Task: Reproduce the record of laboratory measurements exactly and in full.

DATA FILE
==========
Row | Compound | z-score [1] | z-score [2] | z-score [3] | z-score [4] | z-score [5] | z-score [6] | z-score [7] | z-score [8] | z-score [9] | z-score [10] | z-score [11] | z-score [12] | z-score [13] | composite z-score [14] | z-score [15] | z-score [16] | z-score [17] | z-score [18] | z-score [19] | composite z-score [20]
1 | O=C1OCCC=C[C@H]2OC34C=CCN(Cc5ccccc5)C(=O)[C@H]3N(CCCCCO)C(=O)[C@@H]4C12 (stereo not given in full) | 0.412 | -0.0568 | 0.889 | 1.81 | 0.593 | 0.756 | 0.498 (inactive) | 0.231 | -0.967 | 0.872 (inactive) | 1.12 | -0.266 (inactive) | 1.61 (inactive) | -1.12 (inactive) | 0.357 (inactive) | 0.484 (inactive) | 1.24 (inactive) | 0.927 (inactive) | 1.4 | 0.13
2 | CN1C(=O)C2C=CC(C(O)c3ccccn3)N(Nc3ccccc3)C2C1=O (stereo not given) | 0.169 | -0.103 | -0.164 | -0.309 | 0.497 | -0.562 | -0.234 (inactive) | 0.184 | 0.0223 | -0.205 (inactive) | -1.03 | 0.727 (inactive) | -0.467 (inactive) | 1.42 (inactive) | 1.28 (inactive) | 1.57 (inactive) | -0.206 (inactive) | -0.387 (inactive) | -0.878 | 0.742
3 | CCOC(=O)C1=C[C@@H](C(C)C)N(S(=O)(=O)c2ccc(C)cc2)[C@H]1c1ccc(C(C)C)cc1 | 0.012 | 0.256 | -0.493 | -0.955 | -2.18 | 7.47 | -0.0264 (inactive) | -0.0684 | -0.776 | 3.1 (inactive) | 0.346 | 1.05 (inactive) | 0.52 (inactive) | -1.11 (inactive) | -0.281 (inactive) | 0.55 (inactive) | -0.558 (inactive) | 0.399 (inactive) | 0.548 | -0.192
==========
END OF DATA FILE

Row | Compound | z-score [1] | z-score [2] | z-score [3] | z-score [4] | z-score [5] | z-score [6] | z-score [7] | z-score [8] | z-score [9] | z-score [10] | z-score [11] | z-score [12] | z-score [13] | composite z-score [14] | z-score [15] | z-score [16] | z-score [17] | z-score [18] | z-score [19] | composite z-score [20]
1 | O=C1OCCC=C[C@H]2OC34C=CCN(Cc5ccccc5)C(=O)[C@H]3N(CCCCCO)C(=O)[C@@H]4C12 (stereo not given in full) | 0.412 | -0.0568 | 0.889 | 1.81 | 0.593 | 0.756 | 0.498 (inactive) | 0.231 | -0.967 | 0.872 (inactive) | 1.12 | -0.266 (inactive) | 1.61 (inactive) | -1.12 (inactive) | 0.357 (inactive) | 0.484 (inactive) | 1.24 (inactive) | 0.927 (inactive) | 1.4 | 0.13
2 | CN1C(=O)C2C=CC(C(O)c3ccccn3)N(Nc3ccccc3)C2C1=O (stereo not given) | 0.169 | -0.103 | -0.164 | -0.309 | 0.497 | -0.562 | -0.234 (inactive) | 0.184 | 0.0223 | -0.205 (inactive) | -1.03 | 0.727 (inactive) | -0.467 (inactive) | 1.42 (inactive) | 1.28 (inactive) | 1.57 (inactive) | -0.206 (inactive) | -0.387 (inactive) | -0.878 | 0.742
3 | CCOC(=O)C1=C[C@@H](C(C)C)N(S(=O)(=O)c2ccc(C)cc2)[C@H]1c1ccc(C(C)C)cc1 | 0.012 | 0.256 | -0.493 | -0.955 | -2.18 | 7.47 | -0.0264 (inactive) | -0.0684 | -0.776 | 3.1 (inactive) | 0.346 | 1.05 (inactive) | 0.52 (inactive) | -1.11 (inactive) | -0.281 (inactive) | 0.55 (inactive) | -0.558 (inactive) | 0.399 (inactive) | 0.548 | -0.192